This post was written by science educator Ronak Shah.
There are a lot of incredible things about teaching middle school science: from the naturally inquiry-oriented content, to the myriad opportunities for collaboration, to the many labs and activities in our arsenal to make learning come alive for students. Obviously, with the closures of schools around the country now, teaching is a little bit different. Thankfully, though, we’re working an age where there are lots of great opportunities for us to support students online. One of the most incredible things we have access to is the wealth of free resources created by national and international science organizations, who are increasingly publishing high-quality and relevant curricula designed for science teachers, many of which can be used even with distance learning.
Most recently I was looking for a resource on infectious disease to close out a six-week unit on Human Biology. Though I knew this was an interesting topic, in the past I was never able to figure out how to make it particularly engaging. It always felt like we were distinguishing between different types of technical vocabulary without being able to apply it or make the connection to students’ lives in a meaningful way. (Of course, everything has changed with the outbreak of COVID-19, and suddenly questions about infectious disease are the only ones my students have!)
That’s why I was really excited to see the lessons in the “Menacing Microbes” unit created by National Geographic Education. It’s got a great balance of relevant problems and topics, engaging and interactive activities, opportunities for collaboration, and applications to both global issues and students’ own communities. It met a lot of my curriculum needs: fun activities demonstrating different ways that infectious disease can spread, practical analysis using map analysis to identify sources of disease outbreak, students research on modern infectious diseases, and an in-depth problem-based case study of an epidemic.
As great a starting point as this was, I still found modifications I wanted to make in order to make it a better fit for my students, including fitting it into the time I had available, pinpointing opportunities to pull out prior knowledge, scaffolding, and filling technology gaps. What follows is the process I used to “internalize” a lesson plan, which is a fancy way of saying that I study and interpret the plan to pull out the key conceptual takeaways, procedural skills, high-leverage activities, and anticipated misconceptions so that I could make it work best for my own classroom. Follow along and learn how you can make any resource your own in four simple steps:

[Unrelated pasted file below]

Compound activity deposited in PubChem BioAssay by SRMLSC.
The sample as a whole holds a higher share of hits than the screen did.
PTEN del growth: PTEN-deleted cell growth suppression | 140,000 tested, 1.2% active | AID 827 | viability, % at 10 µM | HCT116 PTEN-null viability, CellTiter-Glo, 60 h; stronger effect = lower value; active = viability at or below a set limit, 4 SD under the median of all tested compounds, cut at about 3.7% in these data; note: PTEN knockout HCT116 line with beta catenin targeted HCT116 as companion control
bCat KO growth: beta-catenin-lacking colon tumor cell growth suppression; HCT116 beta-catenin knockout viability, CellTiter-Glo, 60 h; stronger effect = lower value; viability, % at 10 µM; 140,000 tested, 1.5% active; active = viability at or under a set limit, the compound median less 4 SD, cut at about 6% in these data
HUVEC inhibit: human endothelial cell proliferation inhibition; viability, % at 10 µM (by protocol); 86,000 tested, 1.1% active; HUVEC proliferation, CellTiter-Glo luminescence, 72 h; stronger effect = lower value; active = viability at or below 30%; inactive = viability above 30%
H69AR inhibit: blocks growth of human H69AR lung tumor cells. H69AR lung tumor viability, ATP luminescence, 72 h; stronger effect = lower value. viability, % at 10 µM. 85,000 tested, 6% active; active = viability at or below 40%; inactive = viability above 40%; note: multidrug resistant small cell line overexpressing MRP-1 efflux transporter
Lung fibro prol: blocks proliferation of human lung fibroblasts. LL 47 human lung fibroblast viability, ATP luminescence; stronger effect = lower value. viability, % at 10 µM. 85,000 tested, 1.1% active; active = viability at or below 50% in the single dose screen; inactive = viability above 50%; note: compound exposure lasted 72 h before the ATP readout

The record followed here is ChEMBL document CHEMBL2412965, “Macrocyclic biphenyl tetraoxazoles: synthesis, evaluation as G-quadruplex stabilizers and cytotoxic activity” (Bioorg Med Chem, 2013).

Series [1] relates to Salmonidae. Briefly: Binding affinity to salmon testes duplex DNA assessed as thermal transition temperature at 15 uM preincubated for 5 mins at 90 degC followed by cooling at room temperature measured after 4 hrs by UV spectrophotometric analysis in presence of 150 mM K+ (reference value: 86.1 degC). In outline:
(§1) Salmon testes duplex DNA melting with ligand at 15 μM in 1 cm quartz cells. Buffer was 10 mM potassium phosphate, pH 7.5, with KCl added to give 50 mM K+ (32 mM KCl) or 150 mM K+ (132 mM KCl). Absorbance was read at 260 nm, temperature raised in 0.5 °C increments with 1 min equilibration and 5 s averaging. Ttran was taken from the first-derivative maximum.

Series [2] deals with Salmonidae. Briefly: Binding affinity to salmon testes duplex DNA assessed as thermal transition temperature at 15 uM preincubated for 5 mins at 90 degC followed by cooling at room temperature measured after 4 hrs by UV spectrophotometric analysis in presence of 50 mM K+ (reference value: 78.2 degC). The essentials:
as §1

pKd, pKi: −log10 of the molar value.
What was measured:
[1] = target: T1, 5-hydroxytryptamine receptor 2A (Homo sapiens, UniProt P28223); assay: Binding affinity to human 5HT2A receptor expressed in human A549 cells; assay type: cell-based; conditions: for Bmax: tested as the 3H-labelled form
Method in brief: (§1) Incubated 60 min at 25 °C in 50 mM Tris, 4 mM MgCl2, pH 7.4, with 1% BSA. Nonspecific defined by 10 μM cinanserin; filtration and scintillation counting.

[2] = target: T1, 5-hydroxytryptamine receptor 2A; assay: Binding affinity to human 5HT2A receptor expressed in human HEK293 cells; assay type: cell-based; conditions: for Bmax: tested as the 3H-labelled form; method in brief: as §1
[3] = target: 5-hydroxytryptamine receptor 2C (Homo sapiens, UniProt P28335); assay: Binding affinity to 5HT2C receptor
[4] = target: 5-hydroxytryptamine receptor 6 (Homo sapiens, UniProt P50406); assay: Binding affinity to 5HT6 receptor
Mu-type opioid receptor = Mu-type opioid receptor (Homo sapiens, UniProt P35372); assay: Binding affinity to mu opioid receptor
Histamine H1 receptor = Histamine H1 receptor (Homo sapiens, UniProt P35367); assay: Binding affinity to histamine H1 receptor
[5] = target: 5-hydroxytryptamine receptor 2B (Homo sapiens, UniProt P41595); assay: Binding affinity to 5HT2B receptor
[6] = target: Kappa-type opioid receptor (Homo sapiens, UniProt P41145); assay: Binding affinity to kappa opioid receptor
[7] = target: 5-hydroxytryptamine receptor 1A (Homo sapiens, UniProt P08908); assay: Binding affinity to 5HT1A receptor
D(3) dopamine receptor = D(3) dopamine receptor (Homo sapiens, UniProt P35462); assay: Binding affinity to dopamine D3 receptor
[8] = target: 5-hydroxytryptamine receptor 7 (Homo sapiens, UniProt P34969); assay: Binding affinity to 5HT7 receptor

Unit: Menacing Microbes
Lesson 1: There’s an Outbreak!
Internalization Step One: The Takeaway
I always try to start internalizing a lesson with the end in mind: if I wanted each student to walk away with one understanding by the end of this lesson, what would it be? This is a lot like a lesson objective, but while an objective tends to be more skills-based, the key takeaway is conceptual, allowing it to be threaded through a wider range of types of activities within a lesson.
This lesson is actually a bit more like four lessons, in that it’s made up of four different activities, each of which is paced out at 50 minutes. That’s the length of my class, and so I plan a key takeaway for each one. I start this process by reading through each part of the activity plan, starting with the objectives. By the end of it, here’s where I landed as my key takeaway for each activity:
- Activity 1: Getting Sick: How Diseases Spread. Disease-carrying organisms can transfer from person to person by air, water, physical contact, or through vectors like mosquitoes or ticks.
- Activity 2: Investigating Infectious Diseases. Different pathogens move through different means, and the movement of infectious is usually only visible at the microscopic level.
- Activity 3: Analyzing Disease Outbreaks. One way to understand the behavior of a pathogen behind an outbreak is to map who is affected by the contagion, and use that map to try to find points of contact in common.
- Activity 4: Mapping the Spread of Disease in a Community. By analyzing a map rigorously, we can track down the source of a disease and control its spread, while also treating those who may be infected without realizing it.
Internalization Step Two: The Exit Ticket